Finding a great job that allows you to show your talent, obtain satisfaction and put your career on the success track is many people’s dream. Today that dream is becoming increasingly hard to pursue, with the economic crisis preventing many employers from hiring and a consequently disproportionate increase in competition for the few available places.
So, many people are choosing to stay put to try to maximize their experience so they can improve their prospects down the line. You may already have benefited from a mentor, someone capable of inspiring you and from whom you can learn. Although finding the right mentor can be valuable, there is sometimes a risk that you can be “mentored to death”. But if your mentor proves to be a proper sponsor, this could make all the difference and allow your career to take off.
This is something that Eleanor Tabi Haller-Jorden,president of The Paradigm Forum GmbH (TPF) – a global think tank and consultancy focused on creating innovative workplaces – is passionate about, as she explained at a recent Lake Geneva branch of the Organization of Women in International Trade (OWIT) conference. “Research into this started in 1993 and today it still shows that doing a good job not enough. In particular, women who assume that meritocracy is alive well in the workplace all too often find that the key to career advancement is not who you know but who knows you,” she said. So what is the crucial difference between mentoring and sponsorship? Having a mentor basically means having someone to advise you and act as a sounding board; it tends to happen more frequently – regardless of gender or job position. Finding the right sponsor means finding someone willing to invest in your career and stand as a guarantor for you and your merits and your capabilities. “Mentoring is definitely valuable and can teach you a lot,” Haller-Jorden explained, “but at the end of the day you really need somebody who will open doors, be an active promoter of your talent and who will ensure that you don’t get lost.” In fact, she pointed out that social studies show is that much men’s mentoring turns into a sponsorship, but the same does not apply for women. “Women’s priorities are often presumed to be just reconciling work and family and so they can end up being over-mentored but under-sponsored.”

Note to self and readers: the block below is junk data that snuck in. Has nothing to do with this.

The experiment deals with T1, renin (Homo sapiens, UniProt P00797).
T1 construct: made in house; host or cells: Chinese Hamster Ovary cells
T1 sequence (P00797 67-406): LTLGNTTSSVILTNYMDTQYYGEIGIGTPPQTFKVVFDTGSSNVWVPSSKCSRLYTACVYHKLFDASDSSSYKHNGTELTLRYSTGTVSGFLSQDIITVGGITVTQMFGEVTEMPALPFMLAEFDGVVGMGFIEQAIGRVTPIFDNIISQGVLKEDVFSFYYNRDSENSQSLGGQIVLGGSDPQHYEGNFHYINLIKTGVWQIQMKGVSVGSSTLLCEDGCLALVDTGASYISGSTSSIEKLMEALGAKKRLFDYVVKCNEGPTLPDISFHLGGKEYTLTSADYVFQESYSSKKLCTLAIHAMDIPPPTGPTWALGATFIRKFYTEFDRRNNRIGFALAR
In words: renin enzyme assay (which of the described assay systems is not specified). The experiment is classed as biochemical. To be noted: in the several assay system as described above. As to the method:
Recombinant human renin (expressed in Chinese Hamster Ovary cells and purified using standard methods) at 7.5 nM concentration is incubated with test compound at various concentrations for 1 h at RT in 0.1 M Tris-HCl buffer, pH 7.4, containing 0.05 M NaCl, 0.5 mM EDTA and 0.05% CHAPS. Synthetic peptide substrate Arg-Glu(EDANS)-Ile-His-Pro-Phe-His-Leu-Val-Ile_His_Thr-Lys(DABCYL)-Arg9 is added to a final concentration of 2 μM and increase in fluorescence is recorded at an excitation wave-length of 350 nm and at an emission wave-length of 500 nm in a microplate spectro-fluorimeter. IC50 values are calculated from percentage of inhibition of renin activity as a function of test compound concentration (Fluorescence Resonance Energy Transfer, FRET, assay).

“One of the benefits of sponsorship is to get you and your talent better known, especially for women who aim to reach a leadership position, where stereotypes abound about the process of engaging in a professional relationship. This is sometimes confirmed when women find themselves in a leadership position without being properly prepared,” said Haller-Jorden. “Working with women’s organizations like OWIT is important. I think many women are hungry for new perspectives based on facts and evidence-based research to dispel some of the speculation out there. A study I was involved a while ago showed that many women feel uncomfortable about showing what they can do, especially when this might mean questioning leadership.”
According to research and social experiments conducted in companies, respect of hierarchy is the main factor preventing people from showing their talent or even discovering it. Furthermore, mentors often make assumptions about their employees’ capabilities, whereas mentoring should be a starting point for finding and consolidating talent. “To get to sponsorship we should not be afraid to show our aspirations, even if based on gender differences,” said Haller-Jorden.
More than 60% of women at the conference noted they had had a mentor, but that this rarely turned into sponsorship afterwards. Sharing and learning through other people’s experience can be a valuable first step towards find a sponsor and sometimes to finding out more about yourself and your skills. Organizations like OWIT aim to enable professional women to expand their networks.“I think attending these kinds of seminars and sharing personal and professional experience with other people enables you to better know yourself and to find out more about how to enhance your talent and your skills. And in this case it could be a good opportunity to find a good sponsor as well,” saidNasya Dimitrova co-president of OWIT Lake Geneva.
Networking and mentoring have long been essential for professional advancement, but nowadays having a sponsor – somebody willing to bet on you – is increasingly necessary.